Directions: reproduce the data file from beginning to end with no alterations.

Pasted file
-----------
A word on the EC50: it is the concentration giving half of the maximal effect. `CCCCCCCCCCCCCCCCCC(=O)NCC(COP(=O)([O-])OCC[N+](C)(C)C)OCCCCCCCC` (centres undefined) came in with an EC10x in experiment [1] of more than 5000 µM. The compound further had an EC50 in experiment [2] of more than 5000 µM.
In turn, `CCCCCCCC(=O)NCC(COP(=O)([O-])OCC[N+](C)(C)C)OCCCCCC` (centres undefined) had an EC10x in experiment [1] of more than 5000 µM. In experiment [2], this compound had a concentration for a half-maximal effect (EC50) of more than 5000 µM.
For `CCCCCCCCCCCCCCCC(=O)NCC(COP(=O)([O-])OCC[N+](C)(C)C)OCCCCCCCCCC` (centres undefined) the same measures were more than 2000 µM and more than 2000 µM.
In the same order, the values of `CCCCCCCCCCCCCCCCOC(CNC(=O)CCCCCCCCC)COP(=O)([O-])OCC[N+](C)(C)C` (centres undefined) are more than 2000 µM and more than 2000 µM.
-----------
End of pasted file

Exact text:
A word on the EC50: it is the concentration giving half of the maximal effect. `CCCCCCCCCCCCCCCCCC(=O)NCC(COP(=O)([O-])OCC[N+](C)(C)C)OCCCCCCCC` (centres undefined) came in with an EC10x in experiment [1] of more than 5000 µM. The compound further had an EC50 in experiment [2] of more than 5000 µM.
In turn, `CCCCCCCC(=O)NCC(COP(=O)([O-])OCC[N+](C)(C)C)OCCCCCC` (centres undefined) had an EC10x in experiment [1] of more than 5000 µM. In experiment [2], this compound had a concentration for a half-maximal effect (EC50) of more than 5000 µM.
For `CCCCCCCCCCCCCCCC(=O)NCC(COP(=O)([O-])OCC[N+](C)(C)C)OCCCCCCCCCC` (centres undefined) the same measures were more than 2000 µM and more than 2000 µM.
In the same order, the values of `CCCCCCCCCCCCCCCCOC(CNC(=O)CCCCCCCCC)COP(=O)([O-])OCC[N+](C)(C)C` (centres undefined) are more than 2000 µM and more than 2000 µM.